“For me, the beauty and the landscapes I find in my travels are some of those mystic chords which bind us together,” says Chris Graebner, who paints representational works. “I love to travel by car, because there is so much to see, and I’m always thinking about how I would paint what I see,” she says, adding, “thinking that way helps me to see things more clearly and to enjoy them more. Open space is a recurring theme in my paintings. I often paint farms, barns, and fields or open countryside. When I paint plants I’m looking closely, taking small things and enlarging them – making them spacious, and I enjoy finding unusual vantage points or perspectives from which to paint.”
Jude Lobe has been practicing meditation as a way to connect to a deeper part of herself and reflect that connection in her work. “Nature has run like a thread through my life and art and shows up in mostly representative painting,” Lobe explains. “But now I feel a pull to reach deeper inside, to translate the vibrations I feel about nature into my art. These vibrations, or ‘mystic chords,’ I see as the bonds that unite the universe, humanity, and the divine world.” Lobe says that having a theme and thinking about it has challenged her to dig deeper, a process she relishes. “One of the things I appreciate about being in this group of artists is being challenged to think in a new way that takes me to an awakening.”
Mirinda Kossoff, who will have both jewelry and mixed media work in the show, says she has always viewed nature as the ultimate artist. “Every time I walk out the door, there is something new to see, something I might not have paid attention to before but that grabs me,” Kossoff says. “For me, the theme ‘mystic chords’ represents our connection to the earth, its inhabitants, and our creative impulses within. Like my two-dimensional mixed media work, my jewelry is often layered. I recently finished a fine silver pendant that represents my awe at the precise arrangement of layered petals at the center of a sunflower. Of course, I can’t approach nature’s perfection, but I can put my own spin on it,” she says. “Out of respect and care for the earth, I use a high percentage of recycled fine silver, and I frequently upcycle pieces of vintage jewelry into a new design, adding my original metal work to the final product. Giving new life and purpose to an old, sometimes battered, piece of silver is quite satisfying.”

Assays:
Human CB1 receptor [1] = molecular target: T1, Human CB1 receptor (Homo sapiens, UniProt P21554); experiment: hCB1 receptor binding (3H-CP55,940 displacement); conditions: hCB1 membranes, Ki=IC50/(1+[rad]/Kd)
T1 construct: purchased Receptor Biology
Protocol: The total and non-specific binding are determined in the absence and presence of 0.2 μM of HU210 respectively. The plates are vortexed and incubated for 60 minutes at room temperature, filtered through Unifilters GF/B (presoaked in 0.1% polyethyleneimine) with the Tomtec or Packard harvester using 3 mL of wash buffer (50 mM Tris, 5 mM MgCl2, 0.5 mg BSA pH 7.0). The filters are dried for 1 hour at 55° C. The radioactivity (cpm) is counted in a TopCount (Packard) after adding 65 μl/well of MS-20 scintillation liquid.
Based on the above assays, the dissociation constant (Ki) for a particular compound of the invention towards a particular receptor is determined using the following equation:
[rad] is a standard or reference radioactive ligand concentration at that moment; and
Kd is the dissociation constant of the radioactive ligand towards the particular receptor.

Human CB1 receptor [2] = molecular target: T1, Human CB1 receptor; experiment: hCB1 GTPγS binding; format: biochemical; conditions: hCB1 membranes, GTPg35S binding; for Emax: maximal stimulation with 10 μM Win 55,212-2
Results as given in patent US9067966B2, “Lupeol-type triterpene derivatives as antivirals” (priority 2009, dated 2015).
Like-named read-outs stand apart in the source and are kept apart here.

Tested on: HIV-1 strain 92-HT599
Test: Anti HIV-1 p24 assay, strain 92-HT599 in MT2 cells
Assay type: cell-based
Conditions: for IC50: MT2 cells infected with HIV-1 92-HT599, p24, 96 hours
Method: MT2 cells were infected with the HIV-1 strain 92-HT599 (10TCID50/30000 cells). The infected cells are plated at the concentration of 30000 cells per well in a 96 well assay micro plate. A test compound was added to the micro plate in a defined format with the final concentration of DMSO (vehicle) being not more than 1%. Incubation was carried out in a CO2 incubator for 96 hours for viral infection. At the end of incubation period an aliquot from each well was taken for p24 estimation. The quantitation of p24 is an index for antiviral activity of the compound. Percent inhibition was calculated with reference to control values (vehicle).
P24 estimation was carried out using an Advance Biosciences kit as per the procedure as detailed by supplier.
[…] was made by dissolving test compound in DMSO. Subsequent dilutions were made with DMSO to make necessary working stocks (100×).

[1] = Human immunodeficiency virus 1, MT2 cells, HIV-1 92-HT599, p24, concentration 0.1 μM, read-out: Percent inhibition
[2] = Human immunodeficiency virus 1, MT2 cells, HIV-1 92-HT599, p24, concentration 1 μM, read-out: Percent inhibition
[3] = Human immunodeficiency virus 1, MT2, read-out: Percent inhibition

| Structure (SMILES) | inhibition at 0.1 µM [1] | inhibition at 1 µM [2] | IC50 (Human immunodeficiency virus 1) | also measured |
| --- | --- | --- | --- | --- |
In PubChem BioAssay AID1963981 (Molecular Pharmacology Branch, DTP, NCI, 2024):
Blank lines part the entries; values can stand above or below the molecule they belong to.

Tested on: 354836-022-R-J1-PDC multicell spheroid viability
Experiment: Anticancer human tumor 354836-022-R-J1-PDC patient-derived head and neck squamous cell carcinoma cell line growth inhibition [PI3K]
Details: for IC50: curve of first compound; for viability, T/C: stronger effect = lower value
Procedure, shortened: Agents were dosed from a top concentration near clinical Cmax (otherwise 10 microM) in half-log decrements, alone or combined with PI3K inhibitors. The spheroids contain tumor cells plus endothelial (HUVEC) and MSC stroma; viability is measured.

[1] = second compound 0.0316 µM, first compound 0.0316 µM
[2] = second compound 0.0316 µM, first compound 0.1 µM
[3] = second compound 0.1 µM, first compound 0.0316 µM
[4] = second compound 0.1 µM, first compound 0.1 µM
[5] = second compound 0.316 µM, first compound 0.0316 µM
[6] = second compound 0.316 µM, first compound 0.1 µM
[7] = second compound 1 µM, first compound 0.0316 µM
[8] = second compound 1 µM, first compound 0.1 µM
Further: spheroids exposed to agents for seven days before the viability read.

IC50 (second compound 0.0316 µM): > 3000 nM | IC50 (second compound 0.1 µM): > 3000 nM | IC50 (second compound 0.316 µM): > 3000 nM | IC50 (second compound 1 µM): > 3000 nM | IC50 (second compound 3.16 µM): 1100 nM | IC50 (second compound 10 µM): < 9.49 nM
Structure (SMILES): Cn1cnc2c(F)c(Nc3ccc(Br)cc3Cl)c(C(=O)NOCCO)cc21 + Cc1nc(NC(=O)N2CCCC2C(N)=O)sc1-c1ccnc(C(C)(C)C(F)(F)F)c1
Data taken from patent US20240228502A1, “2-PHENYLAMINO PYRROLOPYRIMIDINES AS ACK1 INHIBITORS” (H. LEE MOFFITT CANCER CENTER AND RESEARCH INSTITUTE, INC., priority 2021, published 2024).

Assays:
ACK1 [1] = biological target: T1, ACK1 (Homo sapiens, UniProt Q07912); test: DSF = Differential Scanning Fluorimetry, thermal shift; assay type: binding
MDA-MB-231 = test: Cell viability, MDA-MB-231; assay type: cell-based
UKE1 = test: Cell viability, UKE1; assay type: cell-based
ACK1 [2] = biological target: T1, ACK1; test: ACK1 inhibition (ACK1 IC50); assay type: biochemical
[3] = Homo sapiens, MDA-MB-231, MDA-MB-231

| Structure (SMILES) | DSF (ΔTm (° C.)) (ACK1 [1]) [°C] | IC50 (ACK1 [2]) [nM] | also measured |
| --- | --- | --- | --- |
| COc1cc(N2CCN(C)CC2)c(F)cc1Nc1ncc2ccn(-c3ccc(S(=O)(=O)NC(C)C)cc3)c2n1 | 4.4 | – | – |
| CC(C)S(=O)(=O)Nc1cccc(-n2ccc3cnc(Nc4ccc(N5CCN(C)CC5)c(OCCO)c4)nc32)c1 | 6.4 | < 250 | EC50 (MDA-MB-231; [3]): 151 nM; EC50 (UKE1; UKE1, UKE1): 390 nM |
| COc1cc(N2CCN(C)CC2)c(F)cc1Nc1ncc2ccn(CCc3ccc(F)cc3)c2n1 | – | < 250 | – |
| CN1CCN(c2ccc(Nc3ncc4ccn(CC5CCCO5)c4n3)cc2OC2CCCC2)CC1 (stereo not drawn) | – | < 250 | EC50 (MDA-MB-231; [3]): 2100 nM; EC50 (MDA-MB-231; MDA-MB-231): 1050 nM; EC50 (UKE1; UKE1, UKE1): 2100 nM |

An opening reception for Mystic Chords will be held at the Hillsborough Gallery of Arts on Friday, May 25th, from 6-9 p.m. The Hillsborough Gallery of Arts is located in the Mercantile Building at 121 North Churton Street, in Hillsborough, NC. For more information, visit the gallery Website at www.hillsboroughgallery.com.
About The Hillsborough Gallery of Arts
An art gallery owned and operated by 22 local artists, the Hillsborough Gallery of Arts represents established artists exhibiting contemporary fine art and fine craft. The gallery’s offerings include painting, sculpture, ceramics, mosaics, photography, fiber, jewelry, glass, metal, encaustic, enamel, watercolor, turned wood and handcrafted furniture.
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Artist owned. Featuring fine arts and crafts, including paintings, sculpture, photography, pottery, turned wood, glass art, fiber arts and jewelry. The Hillsborough Gallery of Arts is located at 121 N. Churton Street, Hillsborough. Open 11-6 M-Th, 11-8 Fri & Sat, 1-4 Sun